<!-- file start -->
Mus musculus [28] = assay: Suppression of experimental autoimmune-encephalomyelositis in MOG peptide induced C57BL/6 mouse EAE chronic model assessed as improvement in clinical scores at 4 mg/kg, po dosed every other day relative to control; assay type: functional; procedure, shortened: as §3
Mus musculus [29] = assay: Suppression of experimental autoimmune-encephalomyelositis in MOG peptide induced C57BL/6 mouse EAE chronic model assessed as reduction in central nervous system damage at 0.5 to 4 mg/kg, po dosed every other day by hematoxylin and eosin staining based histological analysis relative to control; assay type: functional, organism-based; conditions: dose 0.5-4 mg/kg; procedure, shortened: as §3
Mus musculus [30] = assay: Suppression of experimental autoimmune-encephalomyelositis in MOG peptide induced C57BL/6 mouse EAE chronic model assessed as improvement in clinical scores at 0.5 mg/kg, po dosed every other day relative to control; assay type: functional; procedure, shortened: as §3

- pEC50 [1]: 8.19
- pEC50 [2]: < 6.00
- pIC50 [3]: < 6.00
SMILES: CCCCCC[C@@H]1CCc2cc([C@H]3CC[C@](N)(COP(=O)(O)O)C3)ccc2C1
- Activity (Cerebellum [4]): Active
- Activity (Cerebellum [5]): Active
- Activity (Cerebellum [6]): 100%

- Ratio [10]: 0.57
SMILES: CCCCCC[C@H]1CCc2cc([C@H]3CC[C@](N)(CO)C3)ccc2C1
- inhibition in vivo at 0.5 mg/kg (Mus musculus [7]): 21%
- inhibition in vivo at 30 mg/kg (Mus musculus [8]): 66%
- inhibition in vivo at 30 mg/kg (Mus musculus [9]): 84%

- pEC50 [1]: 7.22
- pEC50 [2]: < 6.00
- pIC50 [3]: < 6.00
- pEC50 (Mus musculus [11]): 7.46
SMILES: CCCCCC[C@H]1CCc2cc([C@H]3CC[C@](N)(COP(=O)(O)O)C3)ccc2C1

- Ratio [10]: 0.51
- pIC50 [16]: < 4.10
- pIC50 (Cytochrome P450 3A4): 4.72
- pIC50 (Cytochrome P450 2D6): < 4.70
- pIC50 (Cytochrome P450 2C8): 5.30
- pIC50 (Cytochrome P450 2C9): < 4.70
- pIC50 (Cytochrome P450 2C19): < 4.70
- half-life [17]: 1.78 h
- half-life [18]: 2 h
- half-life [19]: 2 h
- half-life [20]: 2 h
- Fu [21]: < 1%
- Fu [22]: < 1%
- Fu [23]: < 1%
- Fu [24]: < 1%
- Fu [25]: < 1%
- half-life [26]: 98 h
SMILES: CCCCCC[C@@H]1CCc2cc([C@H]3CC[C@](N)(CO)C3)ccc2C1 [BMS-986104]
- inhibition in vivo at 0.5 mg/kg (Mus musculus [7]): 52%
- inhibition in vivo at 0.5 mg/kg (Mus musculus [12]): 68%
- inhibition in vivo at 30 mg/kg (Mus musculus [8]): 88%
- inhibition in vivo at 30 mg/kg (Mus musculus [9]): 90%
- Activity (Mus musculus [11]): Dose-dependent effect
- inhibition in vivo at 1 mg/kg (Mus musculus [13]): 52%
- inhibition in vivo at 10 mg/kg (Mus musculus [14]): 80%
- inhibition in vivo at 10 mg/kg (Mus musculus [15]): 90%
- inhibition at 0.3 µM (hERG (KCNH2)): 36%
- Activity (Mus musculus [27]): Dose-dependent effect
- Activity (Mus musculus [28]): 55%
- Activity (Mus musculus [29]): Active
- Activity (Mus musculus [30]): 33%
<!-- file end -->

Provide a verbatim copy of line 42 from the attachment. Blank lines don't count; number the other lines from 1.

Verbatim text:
- inhibition in vivo at 30 mg/kg (Mus musculus [9]): 90%